With the exclusion of Rizzo the Rat, Gonzo’s wisecracking sidekick on the Muppets, rats are unwelcome guests in people’s homes and gardens. Luckily the village of Oak Park is taking steps to mitigate the vermin after seeing growth in rodent activity this season, beginning with the village board unanimously voting Sept. 20 to spend more money on rat control by increasing its contract with Pest Management Services Inc. from $21,120 to $31,120.

“If you’re seeing rats in the daytime, that means we totally have too many rats,” Public Health Director Theresa Chapple-McGruder told the board.

“They’re uncomfortable in the burrows they make and so they’re coming out of their burrows in the daytime,” she said. “That’s not natural behavior.”

While there is no way the village can ever rid itself entirely of rats, the village is increasing extermination efforts. Chapple-McGruder explained that the village’s hired contractor doesn’t just do rat abatement and poisoning but also performs property assessments to determine what is drawing rats to the area.

Pest Management Services also evaluates the property for cleanliness and searches for rat burrows, while looking out for any possible food and water sources attracting the rodents. Dog droppings, which Chapple-McGruder called “rat caviar,” also attract rats, making it important for people to clean up after their pets.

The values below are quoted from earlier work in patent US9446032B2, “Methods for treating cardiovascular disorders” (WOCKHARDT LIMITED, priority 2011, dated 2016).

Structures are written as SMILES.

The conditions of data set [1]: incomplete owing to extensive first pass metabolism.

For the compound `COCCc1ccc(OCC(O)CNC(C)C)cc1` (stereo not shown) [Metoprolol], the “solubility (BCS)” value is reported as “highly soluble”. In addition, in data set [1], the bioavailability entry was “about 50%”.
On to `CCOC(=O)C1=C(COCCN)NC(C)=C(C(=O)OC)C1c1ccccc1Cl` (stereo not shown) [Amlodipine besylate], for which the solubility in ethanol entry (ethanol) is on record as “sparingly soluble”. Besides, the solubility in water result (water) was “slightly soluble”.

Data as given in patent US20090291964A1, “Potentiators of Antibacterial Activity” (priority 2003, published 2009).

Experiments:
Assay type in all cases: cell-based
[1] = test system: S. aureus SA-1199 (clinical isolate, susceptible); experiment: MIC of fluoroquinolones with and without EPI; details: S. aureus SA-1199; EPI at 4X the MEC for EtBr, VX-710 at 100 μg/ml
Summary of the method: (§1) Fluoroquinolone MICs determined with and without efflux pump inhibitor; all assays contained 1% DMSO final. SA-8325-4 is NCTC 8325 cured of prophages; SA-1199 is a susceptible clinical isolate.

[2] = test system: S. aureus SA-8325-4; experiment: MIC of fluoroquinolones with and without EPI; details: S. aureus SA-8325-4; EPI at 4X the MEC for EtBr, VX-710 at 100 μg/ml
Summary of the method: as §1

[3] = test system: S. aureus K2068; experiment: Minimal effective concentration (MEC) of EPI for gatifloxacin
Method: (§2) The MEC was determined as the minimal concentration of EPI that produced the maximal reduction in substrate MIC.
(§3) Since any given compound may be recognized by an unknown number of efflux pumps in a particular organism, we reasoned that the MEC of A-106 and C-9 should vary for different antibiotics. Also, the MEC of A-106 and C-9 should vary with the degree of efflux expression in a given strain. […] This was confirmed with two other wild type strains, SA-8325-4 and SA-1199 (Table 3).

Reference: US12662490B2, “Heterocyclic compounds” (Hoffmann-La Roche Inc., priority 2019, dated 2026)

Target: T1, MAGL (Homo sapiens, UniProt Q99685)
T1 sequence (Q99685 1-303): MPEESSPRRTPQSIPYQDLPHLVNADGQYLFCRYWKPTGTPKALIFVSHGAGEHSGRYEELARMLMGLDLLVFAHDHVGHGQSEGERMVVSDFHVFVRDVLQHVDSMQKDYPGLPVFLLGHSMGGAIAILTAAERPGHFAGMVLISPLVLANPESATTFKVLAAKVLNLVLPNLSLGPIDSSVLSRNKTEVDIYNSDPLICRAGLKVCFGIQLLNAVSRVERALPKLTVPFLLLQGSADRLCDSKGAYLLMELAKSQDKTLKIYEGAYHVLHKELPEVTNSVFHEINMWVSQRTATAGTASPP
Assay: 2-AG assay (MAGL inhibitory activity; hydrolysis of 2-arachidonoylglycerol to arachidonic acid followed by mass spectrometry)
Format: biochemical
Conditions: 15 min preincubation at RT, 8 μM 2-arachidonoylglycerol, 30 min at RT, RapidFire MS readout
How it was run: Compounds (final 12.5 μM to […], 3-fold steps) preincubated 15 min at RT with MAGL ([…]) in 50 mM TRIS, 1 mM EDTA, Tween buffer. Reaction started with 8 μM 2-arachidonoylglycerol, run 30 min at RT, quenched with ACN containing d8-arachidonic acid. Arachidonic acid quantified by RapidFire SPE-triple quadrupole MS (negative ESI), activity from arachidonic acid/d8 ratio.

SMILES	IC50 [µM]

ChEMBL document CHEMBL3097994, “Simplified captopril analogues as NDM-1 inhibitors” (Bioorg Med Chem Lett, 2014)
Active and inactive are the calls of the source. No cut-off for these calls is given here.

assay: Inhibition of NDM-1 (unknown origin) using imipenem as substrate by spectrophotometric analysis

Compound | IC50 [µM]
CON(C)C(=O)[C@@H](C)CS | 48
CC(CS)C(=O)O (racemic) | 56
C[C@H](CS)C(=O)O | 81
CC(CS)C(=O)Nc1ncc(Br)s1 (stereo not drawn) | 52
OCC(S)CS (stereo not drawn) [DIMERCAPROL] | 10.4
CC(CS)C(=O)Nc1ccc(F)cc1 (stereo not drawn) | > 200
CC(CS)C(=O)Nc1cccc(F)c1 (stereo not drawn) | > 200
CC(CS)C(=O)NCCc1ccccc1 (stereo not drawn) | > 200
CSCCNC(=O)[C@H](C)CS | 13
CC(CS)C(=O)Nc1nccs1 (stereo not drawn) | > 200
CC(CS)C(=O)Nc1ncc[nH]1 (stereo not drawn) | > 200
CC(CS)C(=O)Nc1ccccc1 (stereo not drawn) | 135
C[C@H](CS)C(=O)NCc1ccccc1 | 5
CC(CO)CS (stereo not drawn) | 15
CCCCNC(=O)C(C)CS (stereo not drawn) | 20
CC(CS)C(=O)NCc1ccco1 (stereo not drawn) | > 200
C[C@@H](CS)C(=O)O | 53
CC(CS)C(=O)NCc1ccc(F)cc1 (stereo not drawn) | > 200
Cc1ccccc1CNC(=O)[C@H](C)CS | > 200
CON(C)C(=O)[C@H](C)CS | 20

In an interview with Wednesday Journal, Chapple-McGruder elaborated on the village’s rat situation, sharing her main theories as to why there has suddenly been such an increase in the long-tailed rodents. Her first theory, not surprisingly, has to do with the COVID-19 pandemic.

“As human behavior changed, it impacted the rodent behavior,” she said.

With areas opening up again, and people engaging in more social activities, such as picnicking and going to restaurants, it has increased the food sources.

That also increases the amount of trash put out. More refuse accounts for Chapple-McGruder’s second theory.

“Trash is definitely a food source for rats,” she said.

During the height of the pandemic, families were sheltering in place, eating at home, cooking at home, working from home, doing basically everything at home.

“They’re making more trash because they’re home a lot,” she said. “That has led to an increase in food sources for the rats.”

Which drew rats to residential areas and away from their former haunts — restaurants, which were operating at a far lower capacity during the pandemic.

There has been construction on quite a few properties in Oak Park this past summer, which also means more garbage. Construction season typically starts in spring and lasts into autumn, allowing rats to feast on tossed trash for months.

“We have been working with our new construction sites. Anything new that’s happening, [the construction companies] have to have a rat abatement program,” said Chapple-McGruder.

Along with increasing its extermination efforts, the village is also working with waste management companies to re-evaluate the frequency of waste pick-up.

Chapple-McGruder did have some good news. The Public Health Department has started to map rat sightings, as well as alerting neighbors when the vermin have been spotted near their homes. That’s better than seeing a rat scamper across your porch when you head out to grab the morning paper.

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